If you have multiple WAN connections and both are set up correctly, the system will set up default routes for you. Those are a "catch-all" rule for everything that is sent.
If an interface does not have a WAN connection (or if the network should not be the default for other reasons), that default route won't be created (or rather, the router won't advertise that route) and only a "targeted route" is present.
In my case, the route list looks like this:
$ ip route
default via 10.2.0.1 dev enp9s0 proto dhcp metric 100
default via 192.168.178.1 dev wlp6s0 proto dhcp metric 600
10.2.0.0/24 dev enp9s0 proto kernel scope link src 10.2.0.2 metric 100
192.168.122.0/24 dev virbr0 proto kernel scope link src 192.168.122.1 linkdown
192.168.178.0/24 dev wlp6s0 proto kernel scope link src 192.168.178.210 metric 600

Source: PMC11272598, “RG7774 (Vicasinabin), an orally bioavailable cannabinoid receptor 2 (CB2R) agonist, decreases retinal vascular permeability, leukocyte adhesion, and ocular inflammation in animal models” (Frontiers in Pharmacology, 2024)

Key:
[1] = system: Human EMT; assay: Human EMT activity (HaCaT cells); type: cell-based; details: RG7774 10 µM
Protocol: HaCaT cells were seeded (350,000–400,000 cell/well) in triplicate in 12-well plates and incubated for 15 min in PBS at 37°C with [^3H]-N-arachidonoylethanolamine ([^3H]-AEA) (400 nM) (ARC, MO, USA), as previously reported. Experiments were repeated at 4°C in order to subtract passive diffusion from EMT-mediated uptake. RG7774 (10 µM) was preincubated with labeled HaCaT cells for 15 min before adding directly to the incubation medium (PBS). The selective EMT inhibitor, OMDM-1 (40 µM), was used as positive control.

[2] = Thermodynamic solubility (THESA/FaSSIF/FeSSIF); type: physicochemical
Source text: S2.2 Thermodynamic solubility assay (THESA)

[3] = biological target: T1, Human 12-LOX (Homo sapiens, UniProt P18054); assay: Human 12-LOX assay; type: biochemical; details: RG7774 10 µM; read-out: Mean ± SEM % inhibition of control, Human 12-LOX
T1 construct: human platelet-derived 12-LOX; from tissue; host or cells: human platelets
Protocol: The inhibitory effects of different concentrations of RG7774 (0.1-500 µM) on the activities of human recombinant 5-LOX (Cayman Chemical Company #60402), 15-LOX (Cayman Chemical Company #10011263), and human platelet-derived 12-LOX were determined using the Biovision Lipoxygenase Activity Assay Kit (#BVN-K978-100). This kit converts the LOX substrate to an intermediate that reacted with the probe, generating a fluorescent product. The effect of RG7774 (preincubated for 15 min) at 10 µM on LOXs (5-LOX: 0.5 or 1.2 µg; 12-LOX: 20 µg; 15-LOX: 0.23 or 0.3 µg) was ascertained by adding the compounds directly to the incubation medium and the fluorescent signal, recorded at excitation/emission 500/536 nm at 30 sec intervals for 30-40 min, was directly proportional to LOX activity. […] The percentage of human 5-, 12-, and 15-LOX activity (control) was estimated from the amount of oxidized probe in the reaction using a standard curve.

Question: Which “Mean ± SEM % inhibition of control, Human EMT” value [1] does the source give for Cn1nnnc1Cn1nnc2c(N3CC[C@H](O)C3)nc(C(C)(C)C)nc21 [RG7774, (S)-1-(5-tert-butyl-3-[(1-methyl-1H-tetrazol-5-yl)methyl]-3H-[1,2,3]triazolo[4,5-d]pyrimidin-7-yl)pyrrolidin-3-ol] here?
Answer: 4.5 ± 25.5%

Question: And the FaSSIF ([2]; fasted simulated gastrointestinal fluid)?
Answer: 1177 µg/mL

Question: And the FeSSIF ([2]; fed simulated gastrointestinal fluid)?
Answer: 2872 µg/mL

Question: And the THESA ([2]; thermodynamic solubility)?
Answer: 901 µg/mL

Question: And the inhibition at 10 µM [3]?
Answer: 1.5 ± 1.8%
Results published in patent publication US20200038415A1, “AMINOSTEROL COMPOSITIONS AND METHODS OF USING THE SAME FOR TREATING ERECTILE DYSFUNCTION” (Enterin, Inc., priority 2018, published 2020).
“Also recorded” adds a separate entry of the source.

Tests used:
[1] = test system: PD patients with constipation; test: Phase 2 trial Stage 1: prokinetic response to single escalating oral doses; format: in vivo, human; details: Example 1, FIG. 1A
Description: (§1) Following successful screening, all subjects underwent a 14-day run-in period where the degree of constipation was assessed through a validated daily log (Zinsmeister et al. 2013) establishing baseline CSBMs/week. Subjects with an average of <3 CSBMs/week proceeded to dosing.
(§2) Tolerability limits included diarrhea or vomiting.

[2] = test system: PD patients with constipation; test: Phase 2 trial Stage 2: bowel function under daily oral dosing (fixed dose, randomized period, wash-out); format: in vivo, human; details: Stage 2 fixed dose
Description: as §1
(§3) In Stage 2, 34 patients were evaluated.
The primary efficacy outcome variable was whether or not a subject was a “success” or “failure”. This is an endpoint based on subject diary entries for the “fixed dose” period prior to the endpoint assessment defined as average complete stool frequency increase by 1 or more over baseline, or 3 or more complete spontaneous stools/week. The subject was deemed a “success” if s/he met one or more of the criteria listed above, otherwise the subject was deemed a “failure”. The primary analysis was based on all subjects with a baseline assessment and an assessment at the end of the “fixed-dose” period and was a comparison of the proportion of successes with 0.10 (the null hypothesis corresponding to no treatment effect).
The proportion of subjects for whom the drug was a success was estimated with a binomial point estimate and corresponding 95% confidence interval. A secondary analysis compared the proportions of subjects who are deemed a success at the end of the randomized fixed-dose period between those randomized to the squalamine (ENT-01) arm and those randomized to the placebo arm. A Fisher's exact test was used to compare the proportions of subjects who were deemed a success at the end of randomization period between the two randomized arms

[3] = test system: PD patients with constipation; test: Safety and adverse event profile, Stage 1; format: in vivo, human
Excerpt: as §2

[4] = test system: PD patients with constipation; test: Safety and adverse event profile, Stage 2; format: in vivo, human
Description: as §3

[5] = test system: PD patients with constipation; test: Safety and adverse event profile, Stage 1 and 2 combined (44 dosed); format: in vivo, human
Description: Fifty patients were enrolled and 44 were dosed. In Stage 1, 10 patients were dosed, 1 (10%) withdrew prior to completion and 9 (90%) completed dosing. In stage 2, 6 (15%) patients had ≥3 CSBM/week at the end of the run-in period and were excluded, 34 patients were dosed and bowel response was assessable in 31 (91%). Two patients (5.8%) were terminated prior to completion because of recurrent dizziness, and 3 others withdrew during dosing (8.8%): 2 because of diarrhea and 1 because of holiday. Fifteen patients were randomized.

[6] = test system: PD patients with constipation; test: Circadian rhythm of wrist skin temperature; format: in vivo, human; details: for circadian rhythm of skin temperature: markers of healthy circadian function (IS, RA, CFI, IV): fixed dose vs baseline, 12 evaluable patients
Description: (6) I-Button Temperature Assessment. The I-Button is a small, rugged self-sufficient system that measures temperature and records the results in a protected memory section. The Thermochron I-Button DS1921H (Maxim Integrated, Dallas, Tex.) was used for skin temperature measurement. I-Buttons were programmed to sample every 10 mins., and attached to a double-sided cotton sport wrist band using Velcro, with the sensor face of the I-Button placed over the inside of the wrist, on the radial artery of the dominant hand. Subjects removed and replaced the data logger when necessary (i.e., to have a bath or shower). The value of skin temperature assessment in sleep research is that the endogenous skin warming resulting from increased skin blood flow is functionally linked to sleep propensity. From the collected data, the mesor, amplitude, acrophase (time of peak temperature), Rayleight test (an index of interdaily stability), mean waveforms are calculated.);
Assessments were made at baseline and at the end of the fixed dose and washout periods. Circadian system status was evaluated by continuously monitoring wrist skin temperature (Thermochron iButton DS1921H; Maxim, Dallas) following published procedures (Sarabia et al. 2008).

One of those connections (10.2.0.1) is a LAN connection, the other is wireless (192.168.178.1). If both are present, the number at the end decides which connection should be preferred, the lower number having higher importance.
As far as I know, a drop of one connection won't be unnoticable (since it usually takes a few seconds to recognize that a connection was actually dropped), but it should fail over to the other without issues (unless you are within a transfer, which not all clients/servers can handle).